Developers planted a golden shovel in the ground at 217 W. Broadway. On its shaft, it read one word, “Overbay.”

Hauppauge-based The Northwind Group, owners of the Overbay Apartment Complex, hosted a groundbreaking ceremony Sept. 30. Jim Tsunis, CEO of Northwind, was joined by several members of the Tsunis clan in celebrating the start of construction. The CEO said construction should take about a year.

Pilings are already in the ground, Tsunis said. These had been screw-in pilings, which took around two weeks to put into the ground, compared to the several months of loud hammering for the neighboring Shipyard apartment complex.

Overbay LLC, a subsidiary of Northwind, has been in front of the project since the land was first purchased in 2013 for $1.8 million. 

The 54,000-square-foot “nautical style” apartment building will be on the now-vacant site of the former Islander Boat Center building, which was demolished in 2017. 

The complex is set to consist of 52 rentals with each expected to be 1,000 square feet each. Amenities include an 800-square-foot common room and a fitness facility. The complex will also contain an office area. 

Parking will consist of 83 parking stalls for residents of Overbay and their guests, Tsunis said in an email. Parking is expected to be located on the exterior of the facility to the side and rear. The property borders a small creek on its southern end.

The project is just the latest apartment complex in Port Jefferson, sitting alongside the Shipyard complex and down the hill from The Hills at Port Jefferson in Upper Port. At the same time construction begins at Overbay, demolition started and is expected to be finished shortly at the now-vacant Cappy’s Carpets building. Local developer The Gitto Group is planning for a 46-unit complex called The Brookport.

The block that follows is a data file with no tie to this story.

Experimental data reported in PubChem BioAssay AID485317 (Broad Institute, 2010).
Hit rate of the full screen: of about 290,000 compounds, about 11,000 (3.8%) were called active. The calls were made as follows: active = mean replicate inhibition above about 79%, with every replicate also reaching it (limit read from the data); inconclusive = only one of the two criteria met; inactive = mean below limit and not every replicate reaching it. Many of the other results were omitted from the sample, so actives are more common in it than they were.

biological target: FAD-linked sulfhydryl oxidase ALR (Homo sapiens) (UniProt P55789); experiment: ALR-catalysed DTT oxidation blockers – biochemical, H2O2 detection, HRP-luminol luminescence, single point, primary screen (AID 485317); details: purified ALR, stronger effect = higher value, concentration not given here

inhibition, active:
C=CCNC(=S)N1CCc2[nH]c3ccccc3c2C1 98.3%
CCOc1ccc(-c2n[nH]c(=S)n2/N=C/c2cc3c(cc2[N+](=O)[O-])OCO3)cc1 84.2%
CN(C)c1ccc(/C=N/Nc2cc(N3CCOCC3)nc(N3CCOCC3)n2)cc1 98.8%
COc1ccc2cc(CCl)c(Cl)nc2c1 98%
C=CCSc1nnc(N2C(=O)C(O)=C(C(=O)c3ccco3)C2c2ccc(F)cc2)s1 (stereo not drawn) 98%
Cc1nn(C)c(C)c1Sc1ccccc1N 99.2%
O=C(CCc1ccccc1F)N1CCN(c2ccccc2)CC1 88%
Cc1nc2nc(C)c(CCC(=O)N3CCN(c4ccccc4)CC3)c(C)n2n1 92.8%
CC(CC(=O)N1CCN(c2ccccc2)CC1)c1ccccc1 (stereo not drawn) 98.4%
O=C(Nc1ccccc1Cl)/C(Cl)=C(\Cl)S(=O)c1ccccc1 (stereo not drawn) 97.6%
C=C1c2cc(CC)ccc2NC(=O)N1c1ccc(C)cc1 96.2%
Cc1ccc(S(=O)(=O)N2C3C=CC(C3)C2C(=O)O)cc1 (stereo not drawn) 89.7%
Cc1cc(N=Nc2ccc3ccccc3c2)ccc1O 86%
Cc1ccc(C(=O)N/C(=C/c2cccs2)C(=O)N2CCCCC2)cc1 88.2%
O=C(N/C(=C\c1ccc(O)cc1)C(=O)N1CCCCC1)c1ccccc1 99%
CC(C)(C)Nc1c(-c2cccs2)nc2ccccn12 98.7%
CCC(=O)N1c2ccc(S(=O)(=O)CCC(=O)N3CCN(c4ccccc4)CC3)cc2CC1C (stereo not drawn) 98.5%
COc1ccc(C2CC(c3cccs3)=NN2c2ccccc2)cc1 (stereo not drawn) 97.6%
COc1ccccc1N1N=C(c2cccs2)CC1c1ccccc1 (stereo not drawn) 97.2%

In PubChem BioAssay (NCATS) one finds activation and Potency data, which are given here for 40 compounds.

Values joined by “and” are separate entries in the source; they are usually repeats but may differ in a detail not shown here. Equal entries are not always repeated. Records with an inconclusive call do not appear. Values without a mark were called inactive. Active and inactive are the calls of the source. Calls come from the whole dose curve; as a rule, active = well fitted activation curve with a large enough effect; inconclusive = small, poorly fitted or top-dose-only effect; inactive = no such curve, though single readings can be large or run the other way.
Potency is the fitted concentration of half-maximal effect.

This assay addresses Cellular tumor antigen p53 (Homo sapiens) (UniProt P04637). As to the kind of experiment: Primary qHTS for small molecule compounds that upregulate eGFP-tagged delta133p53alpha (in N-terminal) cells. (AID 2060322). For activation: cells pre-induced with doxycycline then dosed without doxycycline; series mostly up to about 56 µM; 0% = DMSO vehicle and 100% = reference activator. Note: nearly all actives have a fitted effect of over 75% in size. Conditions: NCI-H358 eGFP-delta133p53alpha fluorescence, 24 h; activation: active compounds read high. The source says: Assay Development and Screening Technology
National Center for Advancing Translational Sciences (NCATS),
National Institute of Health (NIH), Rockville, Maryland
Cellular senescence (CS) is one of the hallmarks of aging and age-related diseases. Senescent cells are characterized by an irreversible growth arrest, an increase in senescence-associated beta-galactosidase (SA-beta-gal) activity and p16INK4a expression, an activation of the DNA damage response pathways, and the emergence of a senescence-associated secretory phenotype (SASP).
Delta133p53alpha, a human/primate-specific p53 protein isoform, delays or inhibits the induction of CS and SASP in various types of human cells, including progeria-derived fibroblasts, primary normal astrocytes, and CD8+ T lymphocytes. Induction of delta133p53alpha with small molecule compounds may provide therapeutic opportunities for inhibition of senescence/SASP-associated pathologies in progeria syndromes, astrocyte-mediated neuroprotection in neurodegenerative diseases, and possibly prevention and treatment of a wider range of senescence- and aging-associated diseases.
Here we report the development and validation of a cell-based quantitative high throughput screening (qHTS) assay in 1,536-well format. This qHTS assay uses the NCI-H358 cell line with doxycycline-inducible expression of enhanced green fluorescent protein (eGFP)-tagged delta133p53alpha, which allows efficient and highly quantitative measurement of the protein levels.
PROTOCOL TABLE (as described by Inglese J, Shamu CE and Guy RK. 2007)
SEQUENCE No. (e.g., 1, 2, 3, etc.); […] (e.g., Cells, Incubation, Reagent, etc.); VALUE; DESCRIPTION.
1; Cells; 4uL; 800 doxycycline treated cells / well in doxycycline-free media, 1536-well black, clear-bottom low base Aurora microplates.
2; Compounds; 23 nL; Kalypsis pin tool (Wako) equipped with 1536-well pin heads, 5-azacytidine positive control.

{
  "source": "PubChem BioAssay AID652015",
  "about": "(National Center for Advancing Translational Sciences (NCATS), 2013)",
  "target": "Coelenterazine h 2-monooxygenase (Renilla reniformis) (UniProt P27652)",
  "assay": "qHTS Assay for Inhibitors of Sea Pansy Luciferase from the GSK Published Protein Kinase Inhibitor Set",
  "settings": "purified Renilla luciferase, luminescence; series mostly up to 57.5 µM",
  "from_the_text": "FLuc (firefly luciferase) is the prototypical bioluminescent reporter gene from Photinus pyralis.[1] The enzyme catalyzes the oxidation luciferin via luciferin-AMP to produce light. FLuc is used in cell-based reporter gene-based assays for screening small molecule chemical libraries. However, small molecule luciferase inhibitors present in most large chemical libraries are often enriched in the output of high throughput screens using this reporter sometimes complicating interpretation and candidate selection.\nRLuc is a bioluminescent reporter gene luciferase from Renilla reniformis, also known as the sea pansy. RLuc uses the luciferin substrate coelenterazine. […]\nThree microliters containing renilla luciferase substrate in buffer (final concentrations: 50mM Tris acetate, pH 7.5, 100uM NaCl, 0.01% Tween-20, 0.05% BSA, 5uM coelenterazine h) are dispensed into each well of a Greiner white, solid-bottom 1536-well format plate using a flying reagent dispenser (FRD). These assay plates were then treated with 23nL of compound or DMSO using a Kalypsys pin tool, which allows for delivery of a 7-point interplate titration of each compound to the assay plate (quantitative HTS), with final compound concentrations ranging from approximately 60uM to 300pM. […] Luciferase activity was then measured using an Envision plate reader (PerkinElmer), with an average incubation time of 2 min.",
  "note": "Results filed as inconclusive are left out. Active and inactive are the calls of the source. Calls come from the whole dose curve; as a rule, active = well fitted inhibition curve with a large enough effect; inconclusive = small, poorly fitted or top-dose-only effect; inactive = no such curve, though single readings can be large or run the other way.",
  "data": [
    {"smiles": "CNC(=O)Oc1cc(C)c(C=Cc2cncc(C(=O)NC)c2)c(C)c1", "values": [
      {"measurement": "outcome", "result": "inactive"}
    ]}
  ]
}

Alison LaPointe, the special village attorney for the Building & Planning department, said the planning board granted final approval for the Gitto project Sept. 12 and the department has already supplied a demolition permit. The developer has applied for a building permit, but LaPointe said it has not yet been granted as it is going out to an engineering firm for additional review. There is no current timeline on when a building permit will be granted for the project.

A representative of The Gitto Group was not immediately available for comment.

A rendering of the Overbay apartment complex. Image from The Northwind Group

By Kevin Redding

A new, 52-unit apartment complex being built in Port Jefferson Village this spring just got a financial boost from the town.

The $10.8 million project, which will be called Overbay, was recently approved for a package of economic incentives that includes sales tax exemption and payments in lieu of taxes, or PILOTs, by the Town of Brookhaven Industrial Development Agency.

During a Jan. 10 meeting, members of the IDA board announced the approval for the Hauppauge-based development company, The Northwind Group, to construct the 54,000-square-foot “nautical-style” apartment building on the now-vacant site of the former Islander Boat Center building on West Broadway, which was demolished by the company in February. The IDA received Northwind’s application in 2015.

Overbay would stand as the third new apartment complex built in the village in recent years. With the IDA’s assistance, it is expected to have considerably lower rent costs than the others in the area, according to Lisa Mulligan, IDA chief executive officer.